Porto Botanical Garden: Casa Andresen, Koepp Greenhouses and Casa Salabert
The rehabilitation of the Porto Botanical Garden comprises works held at Casa Andresen and its adaptation to the Hall of Biodiversity, Casa Salabert and its conversion into the University of Porto E-learning Café and at the Koepp Greenhouses within the context of the Botanical Garden itself.
Casa Andresen was originally built in the early 1900s and is located in the Porto Botanical Garden, the "lung" of the Museum of Natural History and Science of the University of Porto. The programme - Hall of Biodiversity – emerges from a very particular urban, cultural, architectural and environmental context. The aim was that this unique setting – the Botanical Garden and greenhouses – a building of extraordinary architectural and cultural value – Casa Andresen – and programme – Hall of Biodiversity – should converge as a coherent whole, creating a singular system of relations, while conveying in a very authentic way key messages about the urgency in protecting these innumerous values. Casa Salabert, a former farmhouse, and its adaptation to the University of Porto E-learning Café should add yet more significance to this organism, while attracting the University community.
The broader vision of creating an exceptional organism comprising the Botanical Garden with its Greenhouses, Casa Andresen as the Hall of Biodiversity, and Casa Salabert as host to the University community, in order to evince not only more evident urban, architectural, environmental values, but also social and cultural values, had to be sustained by an intelligent strategy of implementation.
The 1st phase of works, that involved indispensable operations in order to receive the exhibition - The Evolution of Darwin, was followed by a 2nd phase of projects, contests and funding for the final adaptation of the building to the Hall of Biodiversity.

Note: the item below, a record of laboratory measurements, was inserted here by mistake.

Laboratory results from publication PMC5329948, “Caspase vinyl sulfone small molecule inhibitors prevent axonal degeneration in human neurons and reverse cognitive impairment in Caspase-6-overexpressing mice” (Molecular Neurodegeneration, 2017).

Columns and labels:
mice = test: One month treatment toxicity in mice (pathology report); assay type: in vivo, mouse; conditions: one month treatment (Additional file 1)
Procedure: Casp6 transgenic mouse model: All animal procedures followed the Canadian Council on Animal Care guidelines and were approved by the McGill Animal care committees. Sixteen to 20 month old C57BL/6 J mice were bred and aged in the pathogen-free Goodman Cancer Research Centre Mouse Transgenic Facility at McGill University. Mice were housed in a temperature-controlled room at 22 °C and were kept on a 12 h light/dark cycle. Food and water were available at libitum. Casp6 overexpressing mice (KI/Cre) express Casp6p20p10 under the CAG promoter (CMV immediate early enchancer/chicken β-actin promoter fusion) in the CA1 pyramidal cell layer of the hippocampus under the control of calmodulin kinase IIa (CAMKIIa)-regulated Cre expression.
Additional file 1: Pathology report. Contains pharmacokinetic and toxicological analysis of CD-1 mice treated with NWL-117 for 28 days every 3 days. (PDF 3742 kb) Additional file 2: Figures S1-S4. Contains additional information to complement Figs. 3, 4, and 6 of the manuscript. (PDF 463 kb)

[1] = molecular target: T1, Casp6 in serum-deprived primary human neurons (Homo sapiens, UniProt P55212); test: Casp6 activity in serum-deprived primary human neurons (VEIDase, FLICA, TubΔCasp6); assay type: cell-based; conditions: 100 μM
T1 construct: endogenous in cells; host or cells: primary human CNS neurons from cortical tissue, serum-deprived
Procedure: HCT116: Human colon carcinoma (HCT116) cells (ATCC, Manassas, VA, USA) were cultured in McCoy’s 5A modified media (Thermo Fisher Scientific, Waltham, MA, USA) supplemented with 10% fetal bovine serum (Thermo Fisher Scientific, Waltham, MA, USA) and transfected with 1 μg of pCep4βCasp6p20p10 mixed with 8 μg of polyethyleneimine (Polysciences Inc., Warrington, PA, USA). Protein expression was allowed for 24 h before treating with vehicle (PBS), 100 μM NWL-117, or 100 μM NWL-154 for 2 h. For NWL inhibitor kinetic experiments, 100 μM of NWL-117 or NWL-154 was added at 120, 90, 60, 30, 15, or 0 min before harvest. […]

The combination “Hall of Biodiversity – Porto Botanical Garden” is one of a kind in the world.
Refurbished and made fully functional while preserving/boosting its architectural values, this setting means to raise awareness and foster public engagement in regard to one of the most pressing global environmental issues: biodiversity loss.
While enhancing the setting, the e-learning café further widens the fruition of this organism by opening to the University community.
In general Casa Andresen was in a reasonable state of conservation due to regular maintenance. In the 1st phase of works, the necessary operations consisted mainly of surgical demolition, reorganization of spaces and reparation/recovery of existing elements, in order to solve functional and constructive concerns.
The 2nd phase of works included: continuation of the remodelling of the ground floor; completion of new infrastructure networks; installation of vertical panels to create exhibition spaces for the Hall of Biodiversity; complete reparation of the exterior façades (plasters and fenestration); rehabilitation of the extensive reinforced concrete porch on the south façade, built in the 1930s.
With some degree of independence in relation to the Casa Andresen and the gardens, the rehabilitation of Casa Salabert was carried out smoothly.
The project, carried out in yet another phase of works, meant to regain the integrity that had been lost – surgical demolition of unworthy constructions along with the repositioning of openings in the facades, allowed the house to regain a new relationship towards the extraordinary botanical garden where it is set.